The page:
From a boy’s own government to a gay man’s road trip with his niece, a mini-feast of film captures the Utah festival’s progressive spirit
In a year that has seen the usually crammed film festival circuit thrown into disarray by coronavirus, January’s Sundance film festival was one of the lucky few such events to unfold without disruption — and nary a murmur about how the film industry would grind to a halt in a matter of weeks. The festival’s British offshoot, Sundance London, has not been so fortunate. Normally it’s a hot ticket in the early summer, bringing selected highlights from Park City, Utah, to local cinema screens for the first time. Like most other summer cultural events, it seemed that 2020 was simply going to be a washout — yet, happily, Sundance London has been revived in a smaller, streaming-based form, with a mini-programme available to view at home this week from 7-9 August.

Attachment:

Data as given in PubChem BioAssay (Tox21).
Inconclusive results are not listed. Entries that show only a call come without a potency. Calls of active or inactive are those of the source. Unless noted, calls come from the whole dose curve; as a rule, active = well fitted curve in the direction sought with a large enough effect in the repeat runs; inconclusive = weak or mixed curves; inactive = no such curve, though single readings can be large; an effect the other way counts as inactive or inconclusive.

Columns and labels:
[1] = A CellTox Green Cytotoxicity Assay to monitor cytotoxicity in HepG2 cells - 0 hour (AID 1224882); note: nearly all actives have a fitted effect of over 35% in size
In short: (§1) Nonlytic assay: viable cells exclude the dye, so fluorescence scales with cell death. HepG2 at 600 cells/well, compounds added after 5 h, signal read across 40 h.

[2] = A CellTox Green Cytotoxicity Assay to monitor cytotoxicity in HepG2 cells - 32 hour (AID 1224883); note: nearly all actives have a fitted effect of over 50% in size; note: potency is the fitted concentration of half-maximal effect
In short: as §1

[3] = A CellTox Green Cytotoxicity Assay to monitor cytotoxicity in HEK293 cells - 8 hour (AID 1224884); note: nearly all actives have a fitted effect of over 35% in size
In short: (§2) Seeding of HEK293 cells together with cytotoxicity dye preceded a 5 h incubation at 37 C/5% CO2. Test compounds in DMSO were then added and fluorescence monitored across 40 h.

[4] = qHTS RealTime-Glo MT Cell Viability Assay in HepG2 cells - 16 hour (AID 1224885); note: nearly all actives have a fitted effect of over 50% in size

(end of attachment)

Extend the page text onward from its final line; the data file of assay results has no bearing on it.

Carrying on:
The selection comprises three feature films and eight shorts: a fraction of what the lineup would be in a physical edition, yet still a pleasingly diverse snapshot that captures the festival’s progressive, conscientious programming spirit. Via the Sundance London site, punters can book individual digital tickets to a single feature premiere (or the whole shorts programme) for £5.99, while a £20 festival pass offers access to everything shown over the weekend. An assortment of online panel discussions, meanwhile, will be free to stream internationally, though having the context of the films would probably help.